More than 100 million Americans are set to be impacted by the arctic blast known as the “Siberian Express” as record (low) temperatures are being broken across the eastern third of the nation. NBC News reports, Chicago is experiencing its coldest February since 1875 with roads in an “ice skating rink-like condition.” From ice geysers to snow-golf and frozen falls, we can only imagine the breath-taking impact this ‘polar-vortex’-esque weather will have on US GDP…
“CHILLY AND BLUSTERY CONDITIONS EXPECTED THROUGH MONDAY. A MAJOR AND POTENTIALLY HISTORIC WINTER STORM WILL AFFECT THE REGION MONDAY NIGHT INTO TUESDAY NIGHT…TRAVEL MAY BECOME IMPOSSIBLE AND LIFE THREATENING. DRIER WEATHER FOLLOWS WEDNESDAY INTO EARLY THURSDAY…BUT WILL HAVE TO WATCH FOR ANOTHER CHANCE OF SNOW BY THE END OF THE WORK WEEK.” – National Weather Service
Snow flurries from Jacksonville through coastal Georgia
“Snow danced over the streets of Jacksonville Thursday for the first time in five years and tied the record for the day of a trace set 57 years ago,” says News4jax.com.
“Granted it’s not a Buffalo type record, where the only way of escape out of your house after a snow event is out the second story window. But this is Florida and any flurry, whether one or a dozen is a BIG deal.
“Around 10 a.m. Thursday, multiple reports started pouring into the newsroom of flurries around Jacksonville, then spreading north to Fernandina Beach, Yulee and into coastal Georgia in the afternoon.”
Snow followed by a wave of frigid air is moving eastward, threatening to bring wind chills into the single digits even in the Deep South.
The cold is expected to extend deep into Georgia by early Thursday. In metro Atlanta, wind chills below 5 F (-15 C) are expected. Even in Cordele in south Georgia, the wind chill could hit 8 degrees (-13 C). Continue reading »
Following several weeks of economic data that has been, despite erroneous expectations of a Fed rate hike, one major disappointment after another including regional Fed reports, housing data, manufacturing surveys, construction spending, and durable goods data, the US economy is about to get the slowdown scapegoat it so desperately needs: according to Weather.com, following a brief overnight respite from cold temperatures, entering the first full week of January, both the Midwest and the East will see a plunge to the coldest temperatures of the season. As a result, high temperatures are expected to be up to 35 degrees below average in parts of the Midwest by midweek. Chicago may see a subzero high temperature on Wednesday. The last time the mercury did not reach zero was on January 6 of last year. Chicago may also set a daily record cold high temperature on Wednesday (current record is 3 degrees set just last year) and a record low temperature on Thursday morning (current record is 10 degrees below zero).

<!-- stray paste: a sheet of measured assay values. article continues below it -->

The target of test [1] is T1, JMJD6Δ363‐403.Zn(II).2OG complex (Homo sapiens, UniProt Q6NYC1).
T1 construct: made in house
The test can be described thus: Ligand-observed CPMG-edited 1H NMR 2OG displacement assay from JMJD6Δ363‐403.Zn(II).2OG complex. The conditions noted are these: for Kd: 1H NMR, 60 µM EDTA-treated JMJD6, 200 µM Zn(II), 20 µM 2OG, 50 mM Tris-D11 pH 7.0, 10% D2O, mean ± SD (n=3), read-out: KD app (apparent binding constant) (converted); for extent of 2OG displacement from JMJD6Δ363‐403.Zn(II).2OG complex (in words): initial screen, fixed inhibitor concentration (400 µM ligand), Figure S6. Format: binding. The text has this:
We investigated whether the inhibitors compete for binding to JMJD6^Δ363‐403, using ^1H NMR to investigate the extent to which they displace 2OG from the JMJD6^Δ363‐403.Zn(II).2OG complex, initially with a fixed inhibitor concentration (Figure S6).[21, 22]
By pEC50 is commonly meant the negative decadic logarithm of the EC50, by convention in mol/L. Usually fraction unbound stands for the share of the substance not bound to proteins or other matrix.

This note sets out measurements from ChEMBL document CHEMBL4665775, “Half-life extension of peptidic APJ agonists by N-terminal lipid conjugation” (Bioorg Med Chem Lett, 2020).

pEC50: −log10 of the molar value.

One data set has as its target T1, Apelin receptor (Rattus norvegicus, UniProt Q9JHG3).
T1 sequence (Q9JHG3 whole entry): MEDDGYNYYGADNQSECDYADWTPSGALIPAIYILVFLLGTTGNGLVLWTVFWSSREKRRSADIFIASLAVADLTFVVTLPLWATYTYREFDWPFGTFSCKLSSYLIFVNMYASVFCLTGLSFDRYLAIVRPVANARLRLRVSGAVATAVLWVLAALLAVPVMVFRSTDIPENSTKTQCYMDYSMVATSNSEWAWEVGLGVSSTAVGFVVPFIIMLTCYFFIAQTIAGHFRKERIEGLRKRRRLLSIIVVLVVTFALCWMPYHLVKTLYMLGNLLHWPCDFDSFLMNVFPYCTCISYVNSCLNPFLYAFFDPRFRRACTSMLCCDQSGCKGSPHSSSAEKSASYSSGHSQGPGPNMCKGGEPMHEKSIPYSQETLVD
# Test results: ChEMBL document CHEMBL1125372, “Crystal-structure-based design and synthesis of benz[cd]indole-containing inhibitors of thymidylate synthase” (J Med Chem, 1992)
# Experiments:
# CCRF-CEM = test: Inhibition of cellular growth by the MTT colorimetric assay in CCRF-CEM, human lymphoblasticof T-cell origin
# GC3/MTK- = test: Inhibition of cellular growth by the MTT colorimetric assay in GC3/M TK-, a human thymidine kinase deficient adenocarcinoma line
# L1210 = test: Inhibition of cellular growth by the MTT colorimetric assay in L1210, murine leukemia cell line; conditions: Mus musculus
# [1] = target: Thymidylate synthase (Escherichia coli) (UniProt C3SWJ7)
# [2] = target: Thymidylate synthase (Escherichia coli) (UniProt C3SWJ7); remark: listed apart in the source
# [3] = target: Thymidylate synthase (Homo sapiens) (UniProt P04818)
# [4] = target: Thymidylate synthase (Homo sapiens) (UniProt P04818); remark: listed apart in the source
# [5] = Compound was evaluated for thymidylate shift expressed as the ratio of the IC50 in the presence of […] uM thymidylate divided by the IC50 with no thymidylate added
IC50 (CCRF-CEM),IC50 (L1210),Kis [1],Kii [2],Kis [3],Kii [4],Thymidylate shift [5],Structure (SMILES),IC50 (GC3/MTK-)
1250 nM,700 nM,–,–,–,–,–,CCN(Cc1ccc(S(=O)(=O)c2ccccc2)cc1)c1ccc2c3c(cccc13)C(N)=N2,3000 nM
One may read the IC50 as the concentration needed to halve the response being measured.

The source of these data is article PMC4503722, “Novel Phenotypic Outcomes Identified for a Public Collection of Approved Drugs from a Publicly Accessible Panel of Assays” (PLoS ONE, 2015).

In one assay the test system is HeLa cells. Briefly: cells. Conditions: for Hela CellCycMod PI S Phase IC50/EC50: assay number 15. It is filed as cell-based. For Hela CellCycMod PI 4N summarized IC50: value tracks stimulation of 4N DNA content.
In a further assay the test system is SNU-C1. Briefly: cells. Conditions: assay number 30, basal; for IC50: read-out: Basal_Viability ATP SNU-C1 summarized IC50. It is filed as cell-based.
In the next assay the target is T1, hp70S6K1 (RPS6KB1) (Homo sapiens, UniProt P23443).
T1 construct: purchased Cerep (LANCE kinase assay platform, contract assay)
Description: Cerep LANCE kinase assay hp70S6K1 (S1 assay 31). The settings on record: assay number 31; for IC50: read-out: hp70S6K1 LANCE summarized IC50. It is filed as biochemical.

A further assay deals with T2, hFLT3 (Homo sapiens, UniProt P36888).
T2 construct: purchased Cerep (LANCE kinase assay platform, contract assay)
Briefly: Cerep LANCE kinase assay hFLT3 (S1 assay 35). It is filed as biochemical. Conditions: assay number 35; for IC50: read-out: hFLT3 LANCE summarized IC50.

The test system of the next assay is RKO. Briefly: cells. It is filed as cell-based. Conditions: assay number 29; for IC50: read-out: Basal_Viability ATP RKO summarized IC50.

However it is front page news in China: “Greece welcomes New Year blanketed in snow”.
ATHENS, Jan. 1 (Xinhua) — Greece welcomed the New Year gripped by extreme weather conditions of heavy snowfall, rain, strong wind and sub-zero temperatures which have caused major disruptions in traffic nationwide.
The thermometer has dropped to minus 16 Celsius degrees in the region of Macedonia and Thrace in northern Greece and minus 1 Celsius in the southern part of the country. Continue reading »
It is possible temperatures fail to climb above zero F (-17.8C) on one or more days in northern New England next week, warns accuweather.com. “Highs may be in the single digits across upstate New York and central New England with night time lows well below zero.”
“Temperatures may hold in the single digits around Chicago and the teens around Chicago or lower on multiple days.” Continue reading »
The 2.3 inches of snow that fell on Dec 29 broke a 41-year-old record for the date, according to the National Weather Service in Pueblo, Colorado. (The original article used the word “shattered,” but I don’t think that word really applies here.)
Firefighters in Southern California completed the rescue early Wednesday of more than 180 motorists who were stranded when a winter storm brought snow to the San Bernardino Mountains.
The San Bernardino County Fire Department said in a news release that 136 people were rescued on State Highway 138 near the communities of Crestline and Mount Baldy, about 50 miles from Los Angeles. Continue reading »